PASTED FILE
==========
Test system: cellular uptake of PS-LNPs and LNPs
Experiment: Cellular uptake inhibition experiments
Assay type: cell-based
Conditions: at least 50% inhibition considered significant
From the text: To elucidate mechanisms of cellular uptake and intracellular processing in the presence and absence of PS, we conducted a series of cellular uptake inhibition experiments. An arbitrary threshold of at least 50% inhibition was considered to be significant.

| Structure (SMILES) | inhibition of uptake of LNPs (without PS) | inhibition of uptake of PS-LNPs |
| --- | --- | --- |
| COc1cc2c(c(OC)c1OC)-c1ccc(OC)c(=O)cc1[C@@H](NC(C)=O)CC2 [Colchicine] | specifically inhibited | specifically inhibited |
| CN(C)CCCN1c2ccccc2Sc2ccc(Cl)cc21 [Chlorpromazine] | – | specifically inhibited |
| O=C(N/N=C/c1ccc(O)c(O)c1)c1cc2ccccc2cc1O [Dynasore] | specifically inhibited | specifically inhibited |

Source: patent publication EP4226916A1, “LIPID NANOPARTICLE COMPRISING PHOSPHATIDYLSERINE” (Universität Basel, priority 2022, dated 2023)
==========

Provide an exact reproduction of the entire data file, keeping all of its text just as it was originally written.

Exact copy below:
Test system: cellular uptake of PS-LNPs and LNPs
Experiment: Cellular uptake inhibition experiments
Assay type: cell-based
Conditions: at least 50% inhibition considered significant
From the text: To elucidate mechanisms of cellular uptake and intracellular processing in the presence and absence of PS, we conducted a series of cellular uptake inhibition experiments. An arbitrary threshold of at least 50% inhibition was considered to be significant.

| Structure (SMILES) | inhibition of uptake of LNPs (without PS) | inhibition of uptake of PS-LNPs |
| --- | --- | --- |
| COc1cc2c(c(OC)c1OC)-c1ccc(OC)c(=O)cc1[C@@H](NC(C)=O)CC2 [Colchicine] | specifically inhibited | specifically inhibited |
| CN(C)CCCN1c2ccccc2Sc2ccc(Cl)cc21 [Chlorpromazine] | – | specifically inhibited |
| O=C(N/N=C/c1ccc(O)c(O)c1)c1cc2ccccc2cc1O [Dynasore] | specifically inhibited | specifically inhibited |

Source: patent publication EP4226916A1, “LIPID NANOPARTICLE COMPRISING PHOSPHATIDYLSERINE” (Universität Basel, priority 2022, dated 2023)